Justin OH Talks About New Idea Album “Welcome To The Metropolis Of OZ” [Interview]

If you haven’t kept up Justin OH I think it’s fair to say that you have been sorely missed out on something in the past few years.

After having been an established house artist for several years (with releases on Spinnin ‘Records, Armada, Revealed and Enhanced Music), Justin OH began to steer his brand in an entirely new direction in 2018. Formerly known for easy beats and euphoric progressive house melodies, OH made a drastic shift in a new style of bass music on the Monster cat-releases “She’s a Killer” with brutal bass with sparkling arps and a healthy dose of disturbing dystopian dialogue.

Since then, Justin OH has gradually created his own immersive world (i.e. the city of OZ). Every time a song was released, listeners were rewarded with a new piece of the puzzle. a new chapter in history. The occasional crossover episode also occurred throughout the process, such as when XilentThe similarly dark world came into play on “Assemble” last year.

Earlier this month, that story – or at least that era – finally ended with the release of OH’s second studio LP Welcome to the city of OZ. We had the pleasure of speaking with the producer about his process in creating the album, the media that influenced it, the way their collaboration came together, and much more. Read the full interview below:

Hello Justin and congratulations on a successful album release! What kind of emotions do you experience when Welcome to the City of OZ finally hits stores after more than two years of teasers and single releases?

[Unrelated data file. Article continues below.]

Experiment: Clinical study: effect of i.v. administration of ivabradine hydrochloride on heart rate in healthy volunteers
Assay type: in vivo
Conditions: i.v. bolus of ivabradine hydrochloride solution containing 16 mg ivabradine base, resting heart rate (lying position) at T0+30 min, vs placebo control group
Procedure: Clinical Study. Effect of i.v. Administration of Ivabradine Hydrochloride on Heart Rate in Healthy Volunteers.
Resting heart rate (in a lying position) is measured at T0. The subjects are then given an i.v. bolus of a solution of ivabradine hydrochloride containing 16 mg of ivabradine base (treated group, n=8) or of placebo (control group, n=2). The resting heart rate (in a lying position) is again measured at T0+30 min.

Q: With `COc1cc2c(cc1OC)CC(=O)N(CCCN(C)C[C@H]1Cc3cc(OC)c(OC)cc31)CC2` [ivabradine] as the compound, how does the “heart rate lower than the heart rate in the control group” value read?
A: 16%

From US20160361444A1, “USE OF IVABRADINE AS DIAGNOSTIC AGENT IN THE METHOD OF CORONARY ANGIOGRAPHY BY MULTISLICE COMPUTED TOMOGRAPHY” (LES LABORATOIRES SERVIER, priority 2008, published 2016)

Thanks for the invitation! It feels great to finally have it out there for people to experience. There was a lot of construction and work to get to this point and I think the trip was just as rewarding.

As someone who has been intrigued by the concept of “City of OZ” from the first single on, I am delighted that all the pieces of the puzzle come together for the first time. I have to ask how was this album planned? Was it something that started as a simple idea that grew over time, or was it fully conceived before things started developing?

Much of it was designed in advance before the music started. I think it was very helpful to plan so much of this ahead of time to make decisions and make informed design decisions. You know the rules of the city. They know how it should sound, how it looks and feels. And most importantly, you know the endgame of the story to build on. There are tiny Easter eggs and clues that appeared in songs years ago and were only recently revealed. Fortunately, Monstercat is a label that encompasses these types of creative ideas. I remember when I first approached her in 2017 at the Amsterdam Dance Event with “She’s a Killer”, Jon Winter (the A&R) liked the track and my sound a lot because it was a bit different from the typical dubstep Music at that time. They were also very interested in how I wanted to bring the story elements into the music. I brought animated images, a mood board, screen tests, live show footage, branding ideas, storylines, etc. I must have looked like the Charlie meme from “It’s Always Sunny in Philadelphia”, “Pepe Silvia”.